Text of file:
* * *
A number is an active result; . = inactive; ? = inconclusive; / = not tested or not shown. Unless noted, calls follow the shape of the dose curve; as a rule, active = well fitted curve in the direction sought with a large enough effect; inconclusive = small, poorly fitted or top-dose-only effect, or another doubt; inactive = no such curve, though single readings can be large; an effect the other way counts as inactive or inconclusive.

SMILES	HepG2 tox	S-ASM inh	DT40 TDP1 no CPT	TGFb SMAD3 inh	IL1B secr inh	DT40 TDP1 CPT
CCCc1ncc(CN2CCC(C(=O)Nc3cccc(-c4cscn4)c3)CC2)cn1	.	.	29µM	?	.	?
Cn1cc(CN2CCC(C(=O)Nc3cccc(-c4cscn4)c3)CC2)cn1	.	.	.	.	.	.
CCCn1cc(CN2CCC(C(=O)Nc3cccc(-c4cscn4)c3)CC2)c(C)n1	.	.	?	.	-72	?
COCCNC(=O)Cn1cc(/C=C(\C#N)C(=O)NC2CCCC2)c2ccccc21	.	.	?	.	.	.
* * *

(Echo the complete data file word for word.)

A number is an active result; . = inactive; ? = inconclusive; / = not tested or not shown. Unless noted, calls follow the shape of the dose curve; as a rule, active = well fitted curve in the direction sought with a large enough effect; inconclusive = small, poorly fitted or top-dose-only effect, or another doubt; inactive = no such curve, though single readings can be large; an effect the other way counts as inactive or inconclusive.

SMILES	HepG2 tox	S-ASM inh	DT40 TDP1 no CPT	TGFb SMAD3 inh	IL1B secr inh	DT40 TDP1 CPT
CCCc1ncc(CN2CCC(C(=O)Nc3cccc(-c4cscn4)c3)CC2)cn1	.	.	29µM	?	.	?
Cn1cc(CN2CCC(C(=O)Nc3cccc(-c4cscn4)c3)CC2)cn1	.	.	.	.	.	.
CCCn1cc(CN2CCC(C(=O)Nc3cccc(-c4cscn4)c3)CC2)c(C)n1	.	.	?	.	-72	?
COCCNC(=O)Cn1cc(/C=C(\C#N)C(=O)NC2CCCC2)c2ccccc21	.	.	?	.	.	.